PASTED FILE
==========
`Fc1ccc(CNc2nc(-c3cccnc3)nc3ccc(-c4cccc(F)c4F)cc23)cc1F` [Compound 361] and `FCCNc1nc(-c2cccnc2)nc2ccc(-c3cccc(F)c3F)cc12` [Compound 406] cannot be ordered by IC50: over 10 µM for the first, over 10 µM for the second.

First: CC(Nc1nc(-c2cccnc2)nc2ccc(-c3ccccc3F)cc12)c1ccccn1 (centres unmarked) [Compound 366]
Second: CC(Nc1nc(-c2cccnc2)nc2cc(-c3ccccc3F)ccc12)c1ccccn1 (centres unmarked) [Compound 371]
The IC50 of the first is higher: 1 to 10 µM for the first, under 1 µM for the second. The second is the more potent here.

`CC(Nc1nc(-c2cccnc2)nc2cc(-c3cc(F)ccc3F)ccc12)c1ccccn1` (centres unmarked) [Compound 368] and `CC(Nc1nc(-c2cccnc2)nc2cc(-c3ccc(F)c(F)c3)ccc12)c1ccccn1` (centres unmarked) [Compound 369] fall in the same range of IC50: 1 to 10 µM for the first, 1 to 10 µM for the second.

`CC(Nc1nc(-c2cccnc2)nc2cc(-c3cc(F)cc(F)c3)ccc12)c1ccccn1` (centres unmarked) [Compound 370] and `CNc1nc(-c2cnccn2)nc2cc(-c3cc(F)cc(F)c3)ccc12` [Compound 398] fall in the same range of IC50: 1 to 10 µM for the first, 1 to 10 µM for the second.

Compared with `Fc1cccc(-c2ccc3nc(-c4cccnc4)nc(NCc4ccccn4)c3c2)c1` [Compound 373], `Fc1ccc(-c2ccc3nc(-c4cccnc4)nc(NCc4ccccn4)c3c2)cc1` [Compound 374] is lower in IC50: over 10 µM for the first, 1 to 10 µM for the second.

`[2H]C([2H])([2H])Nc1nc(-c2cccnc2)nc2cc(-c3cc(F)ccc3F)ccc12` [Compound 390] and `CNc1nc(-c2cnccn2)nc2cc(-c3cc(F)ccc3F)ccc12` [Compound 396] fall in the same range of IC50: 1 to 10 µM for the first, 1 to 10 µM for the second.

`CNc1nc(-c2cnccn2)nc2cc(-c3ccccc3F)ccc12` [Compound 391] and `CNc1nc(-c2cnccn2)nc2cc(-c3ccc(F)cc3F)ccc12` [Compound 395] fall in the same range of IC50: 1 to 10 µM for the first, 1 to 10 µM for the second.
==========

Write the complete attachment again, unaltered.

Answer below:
`Fc1ccc(CNc2nc(-c3cccnc3)nc3ccc(-c4cccc(F)c4F)cc23)cc1F` [Compound 361] and `FCCNc1nc(-c2cccnc2)nc2ccc(-c3cccc(F)c3F)cc12` [Compound 406] cannot be ordered by IC50: over 10 µM for the first, over 10 µM for the second.

First: CC(Nc1nc(-c2cccnc2)nc2ccc(-c3ccccc3F)cc12)c1ccccn1 (centres unmarked) [Compound 366]
Second: CC(Nc1nc(-c2cccnc2)nc2cc(-c3ccccc3F)ccc12)c1ccccn1 (centres unmarked) [Compound 371]
The IC50 of the first is higher: 1 to 10 µM for the first, under 1 µM for the second. The second is the more potent here.

`CC(Nc1nc(-c2cccnc2)nc2cc(-c3cc(F)ccc3F)ccc12)c1ccccn1` (centres unmarked) [Compound 368] and `CC(Nc1nc(-c2cccnc2)nc2cc(-c3ccc(F)c(F)c3)ccc12)c1ccccn1` (centres unmarked) [Compound 369] fall in the same range of IC50: 1 to 10 µM for the first, 1 to 10 µM for the second.

`CC(Nc1nc(-c2cccnc2)nc2cc(-c3cc(F)cc(F)c3)ccc12)c1ccccn1` (centres unmarked) [Compound 370] and `CNc1nc(-c2cnccn2)nc2cc(-c3cc(F)cc(F)c3)ccc12` [Compound 398] fall in the same range of IC50: 1 to 10 µM for the first, 1 to 10 µM for the second.

Compared with `Fc1cccc(-c2ccc3nc(-c4cccnc4)nc(NCc4ccccn4)c3c2)c1` [Compound 373], `Fc1ccc(-c2ccc3nc(-c4cccnc4)nc(NCc4ccccn4)c3c2)cc1` [Compound 374] is lower in IC50: over 10 µM for the first, 1 to 10 µM for the second.

`[2H]C([2H])([2H])Nc1nc(-c2cccnc2)nc2cc(-c3cc(F)ccc3F)ccc12` [Compound 390] and `CNc1nc(-c2cnccn2)nc2cc(-c3cc(F)ccc3F)ccc12` [Compound 396] fall in the same range of IC50: 1 to 10 µM for the first, 1 to 10 µM for the second.

`CNc1nc(-c2cnccn2)nc2cc(-c3ccccc3F)ccc12` [Compound 391] and `CNc1nc(-c2cnccn2)nc2cc(-c3ccc(F)cc3F)ccc12` [Compound 395] fall in the same range of IC50: 1 to 10 µM for the first, 1 to 10 µM for the second.